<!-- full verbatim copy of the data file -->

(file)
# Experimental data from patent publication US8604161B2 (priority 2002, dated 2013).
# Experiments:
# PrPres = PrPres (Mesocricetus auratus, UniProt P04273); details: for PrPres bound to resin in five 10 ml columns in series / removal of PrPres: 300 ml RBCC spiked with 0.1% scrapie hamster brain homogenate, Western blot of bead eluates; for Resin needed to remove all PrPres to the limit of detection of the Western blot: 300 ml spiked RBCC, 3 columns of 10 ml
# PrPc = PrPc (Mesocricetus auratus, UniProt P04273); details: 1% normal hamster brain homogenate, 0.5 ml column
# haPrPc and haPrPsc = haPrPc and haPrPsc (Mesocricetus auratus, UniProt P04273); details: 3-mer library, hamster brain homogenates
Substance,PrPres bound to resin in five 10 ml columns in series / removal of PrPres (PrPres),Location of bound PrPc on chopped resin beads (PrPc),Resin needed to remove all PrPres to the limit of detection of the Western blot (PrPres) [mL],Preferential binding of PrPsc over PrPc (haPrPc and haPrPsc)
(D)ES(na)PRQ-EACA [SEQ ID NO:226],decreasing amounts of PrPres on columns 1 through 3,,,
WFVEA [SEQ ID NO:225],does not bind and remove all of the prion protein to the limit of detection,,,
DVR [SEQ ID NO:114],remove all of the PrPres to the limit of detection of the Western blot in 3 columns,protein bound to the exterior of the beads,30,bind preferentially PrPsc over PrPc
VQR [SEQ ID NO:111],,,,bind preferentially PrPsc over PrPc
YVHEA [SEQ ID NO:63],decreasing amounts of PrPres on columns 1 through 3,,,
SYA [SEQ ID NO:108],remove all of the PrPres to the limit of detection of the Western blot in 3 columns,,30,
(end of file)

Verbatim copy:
# Experimental data from patent publication US8604161B2 (priority 2002, dated 2013).
# Experiments:
# PrPres = PrPres (Mesocricetus auratus, UniProt P04273); details: for PrPres bound to resin in five 10 ml columns in series / removal of PrPres: 300 ml RBCC spiked with 0.1% scrapie hamster brain homogenate, Western blot of bead eluates; for Resin needed to remove all PrPres to the limit of detection of the Western blot: 300 ml spiked RBCC, 3 columns of 10 ml
# PrPc = PrPc (Mesocricetus auratus, UniProt P04273); details: 1% normal hamster brain homogenate, 0.5 ml column
# haPrPc and haPrPsc = haPrPc and haPrPsc (Mesocricetus auratus, UniProt P04273); details: 3-mer library, hamster brain homogenates
Substance,PrPres bound to resin in five 10 ml columns in series / removal of PrPres (PrPres),Location of bound PrPc on chopped resin beads (PrPc),Resin needed to remove all PrPres to the limit of detection of the Western blot (PrPres) [mL],Preferential binding of PrPsc over PrPc (haPrPc and haPrPsc)
(D)ES(na)PRQ-EACA [SEQ ID NO:226],decreasing amounts of PrPres on columns 1 through 3,,,
WFVEA [SEQ ID NO:225],does not bind and remove all of the prion protein to the limit of detection,,,
DVR [SEQ ID NO:114],remove all of the PrPres to the limit of detection of the Western blot in 3 columns,protein bound to the exterior of the beads,30,bind preferentially PrPsc over PrPc
VQR [SEQ ID NO:111],,,,bind preferentially PrPsc over PrPc
YVHEA [SEQ ID NO:63],decreasing amounts of PrPres on columns 1 through 3,,,
SYA [SEQ ID NO:108],remove all of the PrPres to the limit of detection of the Western blot in 3 columns,,30,